IntroductionThe song was written by Bob Dylan, an American songwriter, researcher, film-maker, and a performer. It was used as a soundtrack in the Civil War movie “Gods and Generals”. Most of the concepts articulated in the song connect American history on Civil War to the suffering of soldiers. Bob’s song lyrics are based on researched American history presented through a song genre. Furthermore, most of Dylan songs explore the themes of American Wars. For instance, in the song “Tempest”, he refers to North American 19th Century conflict (Linderman 44). Therefore, he is conversant with researched American war history.
The songwriter presents American Civil War history. In the first verse, he claims that something from the sea swept across the land of the free and rich. This refers to America that was characterized by slavery and only the free owned the land. In verse 6, it refers to the death of Stonewall Jackson, who was accidentally shot by his own troops (Costa and Kahn 533). The Americans got their history wrong when they incorporated slavery in their system and created both free and slave states. The slaves would definitely demand freedom and Civil War was the result. However, they gotten their history right when Robert Lee finally surrendered in 1865 and granted the slaves their freedom (Fox 127).
Era of the Song
The song was written in 21st Century but it depicts historical events that occurred in 19th Century. The use of the song in the Civil War movie shows the importance of Americans learning from their history. Dylan believes that those practicing racism and religious discrimination in America today, can learn from such history. Division in America led to Civil War that was detrimental to all Americans. The writer intended to remind Americans about their history, the struggles, and sacrifices others made to ensure that freedom is gained in the country.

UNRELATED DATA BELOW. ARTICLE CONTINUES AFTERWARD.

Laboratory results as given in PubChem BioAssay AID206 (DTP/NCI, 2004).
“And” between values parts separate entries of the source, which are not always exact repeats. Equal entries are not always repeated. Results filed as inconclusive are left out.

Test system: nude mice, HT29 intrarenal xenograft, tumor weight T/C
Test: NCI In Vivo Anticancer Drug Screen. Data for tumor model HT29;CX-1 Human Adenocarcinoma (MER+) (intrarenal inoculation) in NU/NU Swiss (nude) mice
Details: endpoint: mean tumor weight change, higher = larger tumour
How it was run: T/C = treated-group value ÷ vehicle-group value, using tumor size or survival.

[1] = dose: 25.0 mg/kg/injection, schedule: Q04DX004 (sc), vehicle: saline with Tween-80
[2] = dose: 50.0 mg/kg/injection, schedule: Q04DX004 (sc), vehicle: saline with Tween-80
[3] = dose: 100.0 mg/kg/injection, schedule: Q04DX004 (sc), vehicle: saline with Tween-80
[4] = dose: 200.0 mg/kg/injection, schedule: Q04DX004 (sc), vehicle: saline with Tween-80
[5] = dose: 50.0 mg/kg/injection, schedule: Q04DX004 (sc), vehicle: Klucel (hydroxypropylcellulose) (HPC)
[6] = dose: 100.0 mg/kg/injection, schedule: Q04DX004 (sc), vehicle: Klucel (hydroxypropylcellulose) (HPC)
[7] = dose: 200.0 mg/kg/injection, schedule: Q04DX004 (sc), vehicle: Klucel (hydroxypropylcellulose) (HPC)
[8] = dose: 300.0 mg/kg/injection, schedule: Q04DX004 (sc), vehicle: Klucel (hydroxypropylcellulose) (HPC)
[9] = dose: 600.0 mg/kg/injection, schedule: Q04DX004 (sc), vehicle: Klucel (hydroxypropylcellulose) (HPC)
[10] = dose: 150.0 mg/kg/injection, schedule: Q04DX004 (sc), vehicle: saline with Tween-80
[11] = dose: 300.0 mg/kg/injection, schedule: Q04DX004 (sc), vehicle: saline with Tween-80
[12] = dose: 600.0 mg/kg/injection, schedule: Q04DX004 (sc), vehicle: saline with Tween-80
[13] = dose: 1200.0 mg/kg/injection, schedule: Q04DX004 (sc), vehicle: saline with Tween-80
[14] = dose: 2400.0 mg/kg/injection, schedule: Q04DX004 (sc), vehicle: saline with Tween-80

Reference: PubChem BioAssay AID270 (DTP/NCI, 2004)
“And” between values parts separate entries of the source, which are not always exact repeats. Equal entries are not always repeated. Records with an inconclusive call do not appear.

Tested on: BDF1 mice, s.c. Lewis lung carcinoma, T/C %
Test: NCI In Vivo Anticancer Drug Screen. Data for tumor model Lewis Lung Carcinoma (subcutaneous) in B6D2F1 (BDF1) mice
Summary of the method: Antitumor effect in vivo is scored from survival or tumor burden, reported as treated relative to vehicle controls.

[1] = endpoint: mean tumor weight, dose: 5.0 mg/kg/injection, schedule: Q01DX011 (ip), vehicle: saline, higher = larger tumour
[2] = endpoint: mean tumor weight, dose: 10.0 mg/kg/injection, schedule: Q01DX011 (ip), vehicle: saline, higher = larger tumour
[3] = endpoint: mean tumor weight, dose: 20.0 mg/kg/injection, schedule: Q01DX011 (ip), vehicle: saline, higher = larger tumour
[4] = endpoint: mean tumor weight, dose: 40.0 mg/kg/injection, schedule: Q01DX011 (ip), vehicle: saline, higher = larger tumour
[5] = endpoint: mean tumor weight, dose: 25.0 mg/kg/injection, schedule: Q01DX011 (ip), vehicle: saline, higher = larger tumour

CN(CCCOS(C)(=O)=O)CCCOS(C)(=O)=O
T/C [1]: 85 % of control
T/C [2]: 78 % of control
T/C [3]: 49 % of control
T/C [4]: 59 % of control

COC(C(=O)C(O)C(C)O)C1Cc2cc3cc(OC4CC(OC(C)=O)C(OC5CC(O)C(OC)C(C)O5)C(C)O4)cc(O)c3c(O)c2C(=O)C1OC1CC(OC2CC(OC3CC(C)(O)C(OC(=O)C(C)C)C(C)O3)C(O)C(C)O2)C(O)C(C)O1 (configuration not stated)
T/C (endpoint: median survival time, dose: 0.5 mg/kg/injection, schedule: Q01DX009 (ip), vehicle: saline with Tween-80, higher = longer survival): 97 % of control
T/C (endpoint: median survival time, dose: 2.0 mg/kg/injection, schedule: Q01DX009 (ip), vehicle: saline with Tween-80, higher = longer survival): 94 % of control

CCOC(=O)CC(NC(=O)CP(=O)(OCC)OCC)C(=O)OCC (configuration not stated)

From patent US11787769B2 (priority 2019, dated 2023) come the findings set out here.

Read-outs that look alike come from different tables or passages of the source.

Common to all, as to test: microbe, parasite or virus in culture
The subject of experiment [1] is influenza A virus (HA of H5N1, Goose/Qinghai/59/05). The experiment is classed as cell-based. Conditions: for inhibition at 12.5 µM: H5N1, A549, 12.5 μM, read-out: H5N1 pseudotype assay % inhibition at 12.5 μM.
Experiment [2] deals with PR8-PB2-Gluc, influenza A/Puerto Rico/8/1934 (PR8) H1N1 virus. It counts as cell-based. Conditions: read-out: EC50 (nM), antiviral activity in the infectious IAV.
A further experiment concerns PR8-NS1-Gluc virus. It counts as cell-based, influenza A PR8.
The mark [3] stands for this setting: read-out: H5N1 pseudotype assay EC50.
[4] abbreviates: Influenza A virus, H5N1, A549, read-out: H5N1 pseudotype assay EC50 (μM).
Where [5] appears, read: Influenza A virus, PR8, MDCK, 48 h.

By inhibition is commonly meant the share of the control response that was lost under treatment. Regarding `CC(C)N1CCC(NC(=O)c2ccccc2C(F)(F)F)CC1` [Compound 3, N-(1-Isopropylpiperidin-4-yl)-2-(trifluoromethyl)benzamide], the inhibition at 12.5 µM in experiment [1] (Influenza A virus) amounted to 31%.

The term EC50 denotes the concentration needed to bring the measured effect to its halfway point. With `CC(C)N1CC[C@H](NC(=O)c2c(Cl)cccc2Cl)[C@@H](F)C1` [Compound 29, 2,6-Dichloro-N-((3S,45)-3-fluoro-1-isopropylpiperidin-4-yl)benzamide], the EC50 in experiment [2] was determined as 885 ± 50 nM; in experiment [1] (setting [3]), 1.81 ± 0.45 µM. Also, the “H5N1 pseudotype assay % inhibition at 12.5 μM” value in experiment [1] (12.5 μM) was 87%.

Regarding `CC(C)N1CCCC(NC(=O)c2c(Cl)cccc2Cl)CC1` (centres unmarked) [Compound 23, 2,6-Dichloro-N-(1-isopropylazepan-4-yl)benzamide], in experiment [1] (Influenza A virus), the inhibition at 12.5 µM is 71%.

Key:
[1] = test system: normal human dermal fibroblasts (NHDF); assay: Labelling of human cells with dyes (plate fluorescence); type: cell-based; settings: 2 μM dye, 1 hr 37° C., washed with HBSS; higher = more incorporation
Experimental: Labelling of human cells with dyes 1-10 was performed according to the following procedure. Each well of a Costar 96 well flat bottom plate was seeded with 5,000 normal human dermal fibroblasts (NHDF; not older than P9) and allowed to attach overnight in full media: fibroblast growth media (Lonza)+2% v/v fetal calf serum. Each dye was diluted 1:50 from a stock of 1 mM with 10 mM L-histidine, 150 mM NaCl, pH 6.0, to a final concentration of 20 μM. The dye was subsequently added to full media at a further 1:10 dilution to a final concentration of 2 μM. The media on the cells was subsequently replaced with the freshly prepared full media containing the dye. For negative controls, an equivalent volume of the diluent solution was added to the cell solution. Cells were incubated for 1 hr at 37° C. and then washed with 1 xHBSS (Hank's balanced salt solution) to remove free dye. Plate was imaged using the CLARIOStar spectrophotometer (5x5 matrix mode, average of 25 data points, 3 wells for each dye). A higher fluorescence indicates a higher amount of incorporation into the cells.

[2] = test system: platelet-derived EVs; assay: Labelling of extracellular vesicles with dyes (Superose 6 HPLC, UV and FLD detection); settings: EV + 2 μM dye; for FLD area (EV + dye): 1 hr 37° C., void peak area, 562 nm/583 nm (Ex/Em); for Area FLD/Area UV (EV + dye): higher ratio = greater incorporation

The Song Relevance
The song shows the implications of war. Deaths, suffering, and parents losing their only sons in war are some results of war. Therefore, different ideologies in a country should not be allowed to plunge the country into war. Consequently, Americans should learn from the song and prevent emergence of another Civil War due to racism.
- Costa, Dora L., and Matthew E. Kahn. “Cowards and Heroes: Group Loyalty in the American Civil War.” The Quarterly Journal of Economics vol.118 no.2, 2003, pp. 519-548.
- Fox, William Freeman. Regimental Losses in the American Civil War, 1861-1865. Albany Publishing Company, 1889, pp. 122-132
- Linderman, Gerald. Embattled courage: The Experience of Combat in the American Civil War. Simon and Schuster, 2008, pp. 30-44